No charges to be filed against San Jose police officer who shot, killed homicide suspect

 

SAN JOSE (BCN) — No charges will be filed against a San Jose police officer who shot and killed a reportedly armed homicide suspect fleeing from officers, Santa Clara County prosecutors said Tuesday.

An investigation into the shooting found that Officer Jacob Morris lawfully shot Richard Jacquez, 40, on Aug. 17, 2015, as Jacquez tried to go into a home at 37 Kirkhaven Court.

Prosecutors said Jacquez threatened to shoot it out with police rather than be arrested. Jacquez also threatened to kill an acquaintance for knowing too much, according to prosecutors.

Four days before he died, Jacquez and two others allegedly raided a San Jose business complex at 1885 Lundy Ave. where he shot and killed Christopher Wrenn in Suite 120.

Wrenn had allegedly been held at gunpoint by one of the suspects and tried to escape. Wrenn died at a hospital following the shooting.

Prosecutors said the district attorney’s office investigates each fatal shooting involving police officers to determine whether the force used was legal.

By law, officers are allowed to use lethal force when they or others are in imminent danger, according to prosecutors.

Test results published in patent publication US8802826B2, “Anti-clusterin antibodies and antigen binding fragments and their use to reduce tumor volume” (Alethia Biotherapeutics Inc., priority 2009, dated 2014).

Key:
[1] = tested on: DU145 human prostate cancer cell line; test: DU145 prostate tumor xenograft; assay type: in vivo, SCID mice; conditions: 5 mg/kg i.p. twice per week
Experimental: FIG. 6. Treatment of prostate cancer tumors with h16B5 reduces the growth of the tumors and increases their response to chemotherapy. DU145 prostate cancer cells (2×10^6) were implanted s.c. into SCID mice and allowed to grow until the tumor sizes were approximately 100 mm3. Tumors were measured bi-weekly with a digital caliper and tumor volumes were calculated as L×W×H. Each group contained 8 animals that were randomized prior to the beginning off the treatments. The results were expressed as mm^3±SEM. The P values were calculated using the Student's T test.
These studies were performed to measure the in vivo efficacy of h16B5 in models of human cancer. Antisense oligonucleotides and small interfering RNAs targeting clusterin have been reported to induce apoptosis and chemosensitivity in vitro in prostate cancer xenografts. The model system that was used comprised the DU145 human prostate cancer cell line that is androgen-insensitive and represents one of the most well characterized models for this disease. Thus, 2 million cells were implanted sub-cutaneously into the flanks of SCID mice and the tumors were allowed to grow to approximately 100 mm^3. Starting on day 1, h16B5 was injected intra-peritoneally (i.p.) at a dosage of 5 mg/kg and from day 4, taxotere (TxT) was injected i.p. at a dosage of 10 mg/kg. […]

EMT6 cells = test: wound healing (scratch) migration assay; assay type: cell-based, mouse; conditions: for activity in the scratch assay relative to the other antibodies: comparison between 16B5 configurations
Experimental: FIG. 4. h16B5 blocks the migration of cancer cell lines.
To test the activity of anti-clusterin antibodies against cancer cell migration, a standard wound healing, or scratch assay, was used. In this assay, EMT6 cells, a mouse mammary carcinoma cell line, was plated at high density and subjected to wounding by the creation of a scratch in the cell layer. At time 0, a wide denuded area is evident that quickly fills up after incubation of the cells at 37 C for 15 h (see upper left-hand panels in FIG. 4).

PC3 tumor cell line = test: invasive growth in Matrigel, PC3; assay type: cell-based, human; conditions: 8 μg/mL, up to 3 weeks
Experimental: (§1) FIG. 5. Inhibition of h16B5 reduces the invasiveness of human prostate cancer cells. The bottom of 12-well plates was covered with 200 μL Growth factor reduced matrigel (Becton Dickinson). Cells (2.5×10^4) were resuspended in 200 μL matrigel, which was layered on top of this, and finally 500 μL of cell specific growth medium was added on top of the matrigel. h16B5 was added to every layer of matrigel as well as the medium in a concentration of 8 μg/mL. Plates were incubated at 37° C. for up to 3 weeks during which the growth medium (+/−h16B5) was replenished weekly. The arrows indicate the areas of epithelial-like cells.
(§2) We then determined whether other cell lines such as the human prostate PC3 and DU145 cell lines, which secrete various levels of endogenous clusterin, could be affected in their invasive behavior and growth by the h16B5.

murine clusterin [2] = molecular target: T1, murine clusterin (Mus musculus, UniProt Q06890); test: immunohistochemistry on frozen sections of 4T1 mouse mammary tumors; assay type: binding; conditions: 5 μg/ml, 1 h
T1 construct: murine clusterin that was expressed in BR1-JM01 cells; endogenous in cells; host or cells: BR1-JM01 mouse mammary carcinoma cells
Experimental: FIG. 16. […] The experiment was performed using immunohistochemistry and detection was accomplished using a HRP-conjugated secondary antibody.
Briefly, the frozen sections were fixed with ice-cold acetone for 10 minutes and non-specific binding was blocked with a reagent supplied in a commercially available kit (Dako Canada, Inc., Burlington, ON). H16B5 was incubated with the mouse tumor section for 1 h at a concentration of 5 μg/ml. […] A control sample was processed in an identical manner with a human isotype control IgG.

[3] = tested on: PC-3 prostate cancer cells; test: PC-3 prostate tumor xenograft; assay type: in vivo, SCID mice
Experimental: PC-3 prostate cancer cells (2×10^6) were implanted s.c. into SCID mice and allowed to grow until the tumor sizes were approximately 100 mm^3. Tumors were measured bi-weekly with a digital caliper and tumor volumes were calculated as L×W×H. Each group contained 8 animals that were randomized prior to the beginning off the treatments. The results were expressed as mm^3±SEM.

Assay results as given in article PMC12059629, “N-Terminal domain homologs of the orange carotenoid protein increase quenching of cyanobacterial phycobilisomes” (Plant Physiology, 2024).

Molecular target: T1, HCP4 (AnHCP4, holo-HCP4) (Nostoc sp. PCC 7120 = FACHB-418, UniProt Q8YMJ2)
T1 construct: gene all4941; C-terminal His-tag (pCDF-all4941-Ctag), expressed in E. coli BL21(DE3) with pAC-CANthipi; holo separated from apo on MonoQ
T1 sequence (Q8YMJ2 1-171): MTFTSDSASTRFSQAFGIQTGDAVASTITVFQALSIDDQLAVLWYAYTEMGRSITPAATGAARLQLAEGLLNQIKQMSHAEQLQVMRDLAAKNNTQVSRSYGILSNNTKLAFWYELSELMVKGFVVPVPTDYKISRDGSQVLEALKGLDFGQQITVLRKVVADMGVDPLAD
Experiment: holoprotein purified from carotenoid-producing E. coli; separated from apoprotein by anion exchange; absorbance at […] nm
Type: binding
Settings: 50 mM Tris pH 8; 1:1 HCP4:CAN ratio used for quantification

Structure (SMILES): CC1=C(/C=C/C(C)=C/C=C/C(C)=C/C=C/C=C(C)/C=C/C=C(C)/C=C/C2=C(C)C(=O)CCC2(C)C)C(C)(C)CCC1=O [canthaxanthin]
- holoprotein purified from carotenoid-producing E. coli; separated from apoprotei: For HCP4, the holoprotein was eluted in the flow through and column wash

Officers can also use deadly force when they need to arrest someone who has committed a forcible or atrocious felony and that person is fleeing or resisting arrest, posing a threat of future or imminent death or great bodily injury to officers or others.

A report by the district attorney’s office said that Morris, before he shot Jacquez, thought Jacquez was a desperate, armed man who was going into a home to take hostages to avoid arrest.

Morris, a 19-year veteran of the department, and a specialized police unit located Jacquez and a woman with him, according to prosecutors.

Police believed that Jacquez might kill the woman because she knew too much about the alleged killing of Wrenn.

In his patrol car Morris chased Jacquez, who was driving a Honda Accord, to Kirkhaven Court where Jacquez got out of his car and Morris struck him with his patrol car.

Prosecutors said the impact knocked Jacquez to the ground but he got up and started running toward 37 Kirkhaven Court.

Morris ordered him to stop but he kept running toward the home.

Morris shot Jacquez three times as he reached for the home’s door and as Jacquez looked back at Morris, Morris fired two more times.

Officers chasing Jacquez were told he was armed, but police later learned that Jacquez had left his assault pistol in a home, according to prosecutors.

Police told the public that Jacquez reached toward his waist before he was shot but that was incorrect, prosecutors said. Police corrected that information.

Officers shot and killed Matthew Castillo, a suspect in the robbery and killing of Wrenn, a day before Jacquez was killed.

Prosecutors said that earlier this year the district attorney determined the shooting of Castillo by San Jose police was also lawful.

Duane Aguero, a third suspect in Wrenn’s death, has been charged in the robbery and homicide, Santa Clara County Deputy District Attorney Lance Daugherty said.

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